Devo powers should make ‘Scots top for business’

A think tank wants new powers coming to Holyrood to be used to make business easier in Scotland. Picture: Ian Georgeson
A think tank wants new powers coming to Holyrood to be used to make business easier in Scotland. Picture: Ian Georgeson
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SCOTLAND should use its extensive new and existing economic powers to become the easiest place in the world to do business, according to a think-tank.

The UK is ranked eighth in the World Bank’s league table of countries where it is easiest to do business.

Most of our 11 recommendations involve powers which are either already devolved to the Scottish Parliament, or soon will be.

Ben Thomson, Reform Scotland

Scotland is not ranked separately but think-tank Reform Scotland said it should aim to fulfil the criteria for first place.

Chairman Ben Thomson, who is stepping down after seven years, has set a parting challenge to the Scottish Parliament to use its position as one of the most powerful devolved administrations on Earth to create a world-leading business environment.

His final report calls for Air Passenger Duty to be scrapped immediately upon its devolution to the Scottish Parliament as part of the upcoming Scotland Bill.

An Edinburgh Airport study has estimated a £200 million economic benefit from a 50% reduction in the tax, and Mr Thomson believes that its abolition will be of even greater benefit and improve the international reach of Scotland’s businesses.

He has also called for business rates to be devolved directly to councils to meet local requirements, the abolition of fuel duty and vehicle excise duty, full autonomy for colleges and a reform of quangos.

It has also called for the devolution of corporation tax, something the SNP has long argued for which has been resisted by the UK Government.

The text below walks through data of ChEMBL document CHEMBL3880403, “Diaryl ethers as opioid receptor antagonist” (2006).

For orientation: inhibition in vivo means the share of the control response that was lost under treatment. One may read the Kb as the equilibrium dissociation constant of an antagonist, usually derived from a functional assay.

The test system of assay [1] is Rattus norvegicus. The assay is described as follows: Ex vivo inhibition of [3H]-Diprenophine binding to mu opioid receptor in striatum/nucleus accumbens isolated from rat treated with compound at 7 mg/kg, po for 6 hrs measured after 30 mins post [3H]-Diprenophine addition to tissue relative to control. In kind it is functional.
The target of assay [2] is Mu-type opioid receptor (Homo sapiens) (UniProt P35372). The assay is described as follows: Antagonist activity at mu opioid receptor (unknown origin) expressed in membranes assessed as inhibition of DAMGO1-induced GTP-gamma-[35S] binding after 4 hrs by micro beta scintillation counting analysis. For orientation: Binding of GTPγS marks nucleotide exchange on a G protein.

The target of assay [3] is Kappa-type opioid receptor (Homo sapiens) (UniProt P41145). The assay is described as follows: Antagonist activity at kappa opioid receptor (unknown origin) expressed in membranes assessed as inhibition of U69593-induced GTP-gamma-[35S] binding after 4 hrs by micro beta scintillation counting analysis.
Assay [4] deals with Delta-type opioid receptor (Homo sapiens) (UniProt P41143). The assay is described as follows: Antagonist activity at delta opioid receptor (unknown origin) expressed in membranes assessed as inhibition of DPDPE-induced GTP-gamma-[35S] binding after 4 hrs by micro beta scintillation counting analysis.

The planning system should be reformed to incentivise local authorities, childcare support should be distributed by a voucher scheme and Government contractors should end their “culture of late payment”, Mr Thomson said.

Business should also be provided with a “one-stop-shop” for Government advice, and the Government should also make it easier to invest in small businesses, he added.

Mr Thomson said: “There are three key factors which should power long-term economic growth - investment in infrastructure, a focus on education and low taxes.

“However, in the current financial climate we have to accept that these key factors can be difficult to alter substantially. With that in mind, we therefore have to look at other practical measures we can take to create a healthy business environment and squeeze out as much economic growth as possible.

“Most of our 11 recommendations involve powers which are either already devolved to the Scottish Parliament, or soon will be.

“Furthermore, Scotland is in a hugely advantageous position in that it is small enough to implement these policies quickly in order to create the attractive business environment which we need to create jobs and prosperity while also generating the money to finance schools, roads and other public spending.

“The World Bank ranks the UK eight in its ‘Ease of Doing Business’ table. It would be good to think that if Scotland was ranked separately, it could be number one. That should be our aim.”

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